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Question #176

Why is fellowship not allowed with churches bearing a different name?

Why is fellowship not allowed with churches bearing a different name than, "_ church of Christ"? Christ's church is not limited to a specific geographical location is it? Is not the phrase "churches of Christ" referring to the individual 'ekklesia' of the Church Universal, rather than a mandated title? For example, in my own home there is an ekklesia, or those 'called out' as one may note in Romans 16:5. If the church names itself as, "Greenleaf Christian Fellowship", why does that damn that group if what is taught from it's pulpit is indeed scriptural? Note this question may not apply to your particular stance, but the group I find myself contending with do see the name on the door as an issue of disobedience and therefore of a salvific nature.

The Answer:

Fellowship does not depend on what a group is called, but rather depends on whether that group is part of the body of Christ. Those in the body of Christ are in fellowship with each other, but not with those outside the body of Christ. We become part of the body of Christ when we are buried with him in baptism and put on Christ. (See this lesson for more about baptism and see this page for more about God's plan of salvation.) A faithful congregation of believers follows the pattern for proper organization and worship laid out in the Scriptures.

"Church of Christ" is not the name of the Lord's church but rather is its description. It is the church that was purchased by and that belongs to Christ. The sign could just as easily read "The Lord's Church," or "God's Church," or "The Body of Christ," or "The Church," etc. It would not be correct, however, to put on that sign some man-made designation not found in the Bible because such would suggest that the church is a man-made organization rather than an eternal kingdom not made with human hands.

Sadly, many who today sit idly by while heresy is proclaimed from their pulpits would rise up in arms if someone tried to change the "name" on the sign outside. There are many groups calling themselves "Church of Christ" that likely lost their candlestick years ago. Conversely, there may very well be groups calling themselves something else (such as, for example, a Christian Fellowship) that are faithful congregations of the Lord's body. The test is whether they follow the word of God rather than whether they put the right magic words outside on their sign.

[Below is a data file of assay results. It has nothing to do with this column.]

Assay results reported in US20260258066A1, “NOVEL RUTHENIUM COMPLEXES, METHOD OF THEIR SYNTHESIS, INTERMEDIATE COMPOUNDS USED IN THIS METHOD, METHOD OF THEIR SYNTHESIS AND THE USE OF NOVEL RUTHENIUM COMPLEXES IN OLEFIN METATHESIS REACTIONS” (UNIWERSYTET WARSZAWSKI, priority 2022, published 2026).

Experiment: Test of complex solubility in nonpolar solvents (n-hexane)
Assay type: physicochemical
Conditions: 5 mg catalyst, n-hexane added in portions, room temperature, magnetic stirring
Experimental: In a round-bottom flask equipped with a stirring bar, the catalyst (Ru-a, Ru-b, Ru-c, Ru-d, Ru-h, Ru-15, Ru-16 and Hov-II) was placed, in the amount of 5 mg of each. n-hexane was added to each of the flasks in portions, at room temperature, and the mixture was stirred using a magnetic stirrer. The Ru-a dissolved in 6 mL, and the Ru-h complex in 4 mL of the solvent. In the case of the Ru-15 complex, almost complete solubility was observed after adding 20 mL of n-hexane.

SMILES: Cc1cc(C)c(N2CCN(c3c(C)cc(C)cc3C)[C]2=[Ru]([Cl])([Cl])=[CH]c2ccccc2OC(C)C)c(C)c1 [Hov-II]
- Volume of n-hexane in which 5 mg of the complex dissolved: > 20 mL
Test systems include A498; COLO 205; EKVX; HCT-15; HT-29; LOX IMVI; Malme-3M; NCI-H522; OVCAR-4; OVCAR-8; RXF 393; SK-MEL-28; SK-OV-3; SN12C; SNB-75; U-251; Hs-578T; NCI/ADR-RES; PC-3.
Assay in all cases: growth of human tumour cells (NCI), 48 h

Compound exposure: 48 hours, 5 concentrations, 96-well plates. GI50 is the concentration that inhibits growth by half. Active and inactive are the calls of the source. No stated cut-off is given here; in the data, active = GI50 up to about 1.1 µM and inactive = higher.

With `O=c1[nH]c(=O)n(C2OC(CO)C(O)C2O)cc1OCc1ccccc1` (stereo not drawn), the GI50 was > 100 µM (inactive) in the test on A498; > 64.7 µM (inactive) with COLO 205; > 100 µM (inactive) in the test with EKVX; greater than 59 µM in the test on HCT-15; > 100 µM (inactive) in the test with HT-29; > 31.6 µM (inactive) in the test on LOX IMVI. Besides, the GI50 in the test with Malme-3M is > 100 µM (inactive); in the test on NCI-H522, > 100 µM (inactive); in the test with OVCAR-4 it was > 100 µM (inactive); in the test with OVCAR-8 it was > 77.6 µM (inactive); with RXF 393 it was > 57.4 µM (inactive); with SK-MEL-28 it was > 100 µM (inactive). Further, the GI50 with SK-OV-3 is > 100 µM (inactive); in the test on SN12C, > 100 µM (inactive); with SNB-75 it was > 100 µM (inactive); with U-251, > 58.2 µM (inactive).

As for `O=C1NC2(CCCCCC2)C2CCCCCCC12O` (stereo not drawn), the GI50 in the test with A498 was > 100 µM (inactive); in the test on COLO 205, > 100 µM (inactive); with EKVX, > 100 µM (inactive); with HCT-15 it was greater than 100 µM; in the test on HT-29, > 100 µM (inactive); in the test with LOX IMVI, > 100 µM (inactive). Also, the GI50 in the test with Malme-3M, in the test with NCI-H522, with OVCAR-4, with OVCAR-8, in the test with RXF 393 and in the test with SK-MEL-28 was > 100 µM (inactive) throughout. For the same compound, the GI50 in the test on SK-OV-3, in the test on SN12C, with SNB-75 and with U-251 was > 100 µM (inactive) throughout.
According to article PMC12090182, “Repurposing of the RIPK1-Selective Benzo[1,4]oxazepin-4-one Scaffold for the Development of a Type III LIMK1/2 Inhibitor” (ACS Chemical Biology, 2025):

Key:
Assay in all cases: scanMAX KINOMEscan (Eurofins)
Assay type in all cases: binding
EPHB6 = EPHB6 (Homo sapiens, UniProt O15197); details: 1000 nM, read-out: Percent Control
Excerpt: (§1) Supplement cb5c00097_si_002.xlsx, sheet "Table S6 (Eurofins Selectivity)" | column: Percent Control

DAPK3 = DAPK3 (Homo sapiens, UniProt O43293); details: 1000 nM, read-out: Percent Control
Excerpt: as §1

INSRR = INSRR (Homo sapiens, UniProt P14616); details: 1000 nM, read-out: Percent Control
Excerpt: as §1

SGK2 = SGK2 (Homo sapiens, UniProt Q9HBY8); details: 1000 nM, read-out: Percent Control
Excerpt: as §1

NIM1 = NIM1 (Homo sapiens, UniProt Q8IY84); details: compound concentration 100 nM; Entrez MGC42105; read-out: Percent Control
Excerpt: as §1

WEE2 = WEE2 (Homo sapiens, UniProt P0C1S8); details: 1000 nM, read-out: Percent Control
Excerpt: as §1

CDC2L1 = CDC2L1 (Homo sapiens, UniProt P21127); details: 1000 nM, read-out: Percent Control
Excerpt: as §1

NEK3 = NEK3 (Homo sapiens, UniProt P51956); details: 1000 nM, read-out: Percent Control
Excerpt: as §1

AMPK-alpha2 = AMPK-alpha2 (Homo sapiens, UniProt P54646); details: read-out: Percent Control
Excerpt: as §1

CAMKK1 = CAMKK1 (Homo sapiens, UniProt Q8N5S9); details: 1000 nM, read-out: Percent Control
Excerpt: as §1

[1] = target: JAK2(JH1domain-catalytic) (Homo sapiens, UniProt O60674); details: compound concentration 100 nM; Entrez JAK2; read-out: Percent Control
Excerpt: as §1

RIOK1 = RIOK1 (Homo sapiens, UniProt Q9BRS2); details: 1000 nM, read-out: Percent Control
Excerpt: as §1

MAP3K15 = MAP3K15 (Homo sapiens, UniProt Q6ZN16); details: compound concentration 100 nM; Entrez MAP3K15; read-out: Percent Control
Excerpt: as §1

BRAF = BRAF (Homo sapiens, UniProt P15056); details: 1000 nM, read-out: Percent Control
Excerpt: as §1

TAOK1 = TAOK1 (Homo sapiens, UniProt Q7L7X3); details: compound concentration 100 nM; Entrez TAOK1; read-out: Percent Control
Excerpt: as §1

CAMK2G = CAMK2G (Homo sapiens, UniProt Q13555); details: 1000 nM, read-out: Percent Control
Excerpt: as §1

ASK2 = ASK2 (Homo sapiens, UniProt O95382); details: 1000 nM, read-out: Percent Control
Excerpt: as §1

God's Plan of Salvation

You must hear the gospel and then understand and recognize that you are lost without Jesus Christ no matter who you are and no matter what your background is. The Bible tells us that “all have sinned, and come short of the glory of God.” (Romans 3:23) Before you can be saved, you must understand that you are lost and that the only way to be saved is by obedience to the gospel of Jesus Christ. (2 Thessalonians 1:8) Jesus said, “I am the way, the truth, and the life: no man cometh unto the Father, but by me.” (John 14:6) “Neither is there salvation in any other: for there is none other name under heaven given among men, whereby we must be saved.” (Acts 4:12) "So then faith cometh by hearing, and hearing by the word of God." (Romans 10:17)

You must believe and have faith in God because “without faith it is impossible to please him: for he that cometh to God must believe that he is, and that he is a rewarder of them that diligently seek him.” (Hebrews 11:6) But neither belief alone nor faith alone is sufficient to save. (James 2:19; James 2:24; Matthew 7:21)

You must repent of your sins. (Acts 3:19) But repentance alone is not enough. The so-called “Sinner’s Prayer” that you hear so much about today from denominational preachers does not appear anywhere in the Bible. Indeed, nowhere in the Bible was anyone ever told to pray the “Sinner’s Prayer” to be saved. By contrast, there are numerous examples showing that prayer alone does not save. Saul, for example, prayed following his meeting with Jesus on the road to Damascus (Acts 9:11), but Saul was still in his sins when Ananias met him three days later (Acts 22:16). Cornelius prayed to God always, and yet there was something else he needed to do to be saved (Acts 10:2, 6, 33, 48). If prayer alone did not save Saul or Cornelius, prayer alone will not save you. You must obey the gospel. (2 Thess. 1:8)

You must confess that Jesus Christ is the Son of God. (Romans 10:9-10) Note that you do NOT need to make Jesus “Lord of your life.” Why? Because Jesus is already Lord of your life whether or not you have obeyed his gospel. Indeed, we obey him, not to make him Lord, but because he already is Lord. (Acts 2:36) Also, no one in the Bible was ever told to just “accept Jesus as your personal savior.” We must confess that Jesus is the Son of God, but, as with faith and repentance, confession alone does not save. (Matthew 7:21)

Having believed, repented, and confessed that Jesus is the Son of God, you must be baptized for the remission of your sins. (Acts 2:38) It is at this point (and not before) that your sins are forgiven. (Acts 22:16) It is impossible to proclaim the gospel of Jesus Christ without teaching the absolute necessity of baptism for salvation. (Acts 8:35-36; Romans 6:3-4; 1 Peter 3:21) Anyone who responds to the question in Acts 2:37 with an answer that contradicts Acts 2:38 is NOT proclaiming the gospel of Jesus Christ!

Once you are saved, God adds you to his church and writes your name in the Book of Life. (Acts 2:47; Philippians 4:3) To continue in God’s grace, you must continue to serve God faithfully until death. Unless they remain faithful, those who are in God’s grace will fall from grace, and those whose names are in the Book of Life will have their names blotted out of that book. (Revelation 2:10; Revelation 3:5; Galatians 5:4)